Haven’t we forgotten somebody?

This post is also available in: Nederlands (Dutch)

To start a somewhat longer blog, which is needed to create clarity. I hope you, as a reader, have some patience with me.


Let me start with my own experience, during a group holiday in England. A nice trek through central England and Wales in, I mean, 1971. In preparation for the last evening we stopped in a city to do shopping. The coach was parked and the tasks were divided. I was sent out, along with a blind, very independent, young man to go and get pork chops for everybody for the barbecue. No sooner said than done. Cheerful down the side street and into the shopping street, looking for a butcher. Meanwhile busy with directions for my blind fellow traveler to avoid obstacles. We found a butcher and bought, for the whole group, pork chops. A pretty heavy plastic bag over my one shoulder, and to my left my fellow traveler. Back to the bus.
But what side street was it in again? One side street after another but no coach. The bag with chops became heavier and the panic struck. Was I too far? Did I miss a side street?
The moment you need them, no Bobby to find, of course. Despite my stoic kind company (he had every confidence in a happy ending) I have never felt so alone in my life.
All went well, a few people from the group went looking and found us, otherwise I would still have lived in England today…

Systems and people

I’ve had that feeling of being lost, not really being seen, even once while arranging help and resources for our zEMB foster son. That was 35 years ago, easier and faster than now. The time between (replacement) application and final delivery increased from a few months 35 years ago, to more than three years with his last wheelchair. The bureaucracy, despite a well-written set of requirements of three A4’s, start with a standard wheelchair offer. The time passing between fitting and delivery on trial. Without consultation a wrong adjustment to the orthosis. We had specifically, wise by experience, asked in the requirements package to consult with us if something was not clear. Unfortunately! The orthosis had to be made all over again.
It wasn’t the people who came at home. Full of attention, but apparently there is something in the system that makes it not work, or very slowly. I’m not the only one who’s going through that: Fight for a wheelchair for real . The market is decisive. The market doesn’t have any morals. People do.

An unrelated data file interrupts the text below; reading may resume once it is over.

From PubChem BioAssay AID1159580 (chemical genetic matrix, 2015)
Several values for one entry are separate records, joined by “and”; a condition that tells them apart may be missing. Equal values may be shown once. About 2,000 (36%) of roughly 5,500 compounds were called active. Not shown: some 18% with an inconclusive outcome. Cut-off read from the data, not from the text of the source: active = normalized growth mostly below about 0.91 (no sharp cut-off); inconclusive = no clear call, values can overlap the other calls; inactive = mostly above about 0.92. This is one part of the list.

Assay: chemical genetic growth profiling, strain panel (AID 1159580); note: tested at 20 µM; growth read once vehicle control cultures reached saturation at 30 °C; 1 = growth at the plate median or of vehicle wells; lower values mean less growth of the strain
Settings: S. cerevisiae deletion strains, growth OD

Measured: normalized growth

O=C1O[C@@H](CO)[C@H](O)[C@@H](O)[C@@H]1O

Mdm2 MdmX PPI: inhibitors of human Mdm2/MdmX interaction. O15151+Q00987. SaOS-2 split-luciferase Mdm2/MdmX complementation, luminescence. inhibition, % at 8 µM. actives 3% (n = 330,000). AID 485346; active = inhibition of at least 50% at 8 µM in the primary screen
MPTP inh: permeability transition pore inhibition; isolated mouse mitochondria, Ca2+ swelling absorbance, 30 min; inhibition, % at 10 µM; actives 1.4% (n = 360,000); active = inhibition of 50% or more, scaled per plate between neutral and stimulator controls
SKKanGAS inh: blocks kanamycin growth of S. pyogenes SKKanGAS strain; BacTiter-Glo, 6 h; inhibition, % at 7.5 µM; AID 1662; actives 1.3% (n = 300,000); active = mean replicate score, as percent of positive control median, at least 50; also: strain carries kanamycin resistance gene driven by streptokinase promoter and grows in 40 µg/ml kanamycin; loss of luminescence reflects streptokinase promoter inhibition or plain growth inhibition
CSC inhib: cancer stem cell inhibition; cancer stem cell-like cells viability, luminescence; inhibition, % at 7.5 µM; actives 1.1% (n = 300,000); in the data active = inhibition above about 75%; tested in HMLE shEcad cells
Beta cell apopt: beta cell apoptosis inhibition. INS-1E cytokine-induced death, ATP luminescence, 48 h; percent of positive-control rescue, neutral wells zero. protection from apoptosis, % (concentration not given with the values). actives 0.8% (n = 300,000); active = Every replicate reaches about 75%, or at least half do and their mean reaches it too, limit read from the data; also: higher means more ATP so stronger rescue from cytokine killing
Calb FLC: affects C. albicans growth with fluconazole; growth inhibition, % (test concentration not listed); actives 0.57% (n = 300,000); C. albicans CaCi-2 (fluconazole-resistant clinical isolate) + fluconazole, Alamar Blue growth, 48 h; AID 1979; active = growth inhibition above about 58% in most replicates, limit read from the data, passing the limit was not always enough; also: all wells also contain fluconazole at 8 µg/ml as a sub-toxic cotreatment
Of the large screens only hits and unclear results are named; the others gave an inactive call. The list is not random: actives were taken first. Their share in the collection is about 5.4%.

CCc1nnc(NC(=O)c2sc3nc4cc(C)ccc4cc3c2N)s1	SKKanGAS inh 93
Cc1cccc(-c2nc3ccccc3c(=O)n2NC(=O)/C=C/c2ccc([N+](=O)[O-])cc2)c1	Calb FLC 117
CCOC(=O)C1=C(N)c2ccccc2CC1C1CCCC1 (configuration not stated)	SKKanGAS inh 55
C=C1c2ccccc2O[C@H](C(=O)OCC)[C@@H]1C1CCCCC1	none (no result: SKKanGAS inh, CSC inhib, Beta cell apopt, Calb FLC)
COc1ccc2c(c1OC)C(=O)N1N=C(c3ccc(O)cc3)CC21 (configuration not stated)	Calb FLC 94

The contracts between clients (municipalities and health insurers) and companies are paramount. More and more you get the feeling that you are alone. Not sufficiently seen by the large aids companies and also not by manufacturers. Manufacturers who view any adjustment to their standard product with suspicion, especially if it is an adjustment they have not thought of. A welcome exception are the (smaller) specialist (fitting) companies for custom made aids.

We do see you?

Parents of zEVMB children experience this too. So many agencies to negotiate with, that it comes at the expense of your child’s attention and care. Fortunately for them, there are co-pilots now who tackle the bureaucracy and stand next to you to get the right things sorted out. See On the way from survival to life.
One of the problems faced by the co-pilots is the arrangement of transport to and from day care for zEVMB children. See also the talk plate “Appropriate and safe transport” in the above report. These often small-scale day care centres conclude contracts with transport operators, but that is not their core task at all. Safe transport a decent cost, from the carrier’s point of view understandable.
There are quite a few children with individually customized wheelchairs. According to the Code VVR SFM, wheelchairs serve as a seat in transport, all have to comply with the (ISO 7176-19) crash test standard. Individual transport as an exception for a custom made wheelchair (you can’t crash it)! Then clearly the financial consequences and the parents of zEVMB children are not in the picture.
Haven’t we forgotten somebody?

High spinal cord lesion

Other groups of wheelchair users are also not in view of the authors of the Code VVR SFM. For example, people with high spinal cord injury. They are dependent on an ergonomically well-fitted custom made wheelchair. Kees van Breukelen, building on the work of Harrie Staarink, wrote articles in the Dutch journal for occupational therapy about the ergonomic seating . A mountain of research results is available on the ergonomics of a wheelchair. Think also of the work of the Department of Human Movement Sciences of the VU University.
People with high spinal cord lesions can’t get out of their way with a Code VVR requirement for a high wheelchair backrest. That backrest is in the way of an ergonomic stable seating and thus good possibilities to power the hoops of the wheelchair.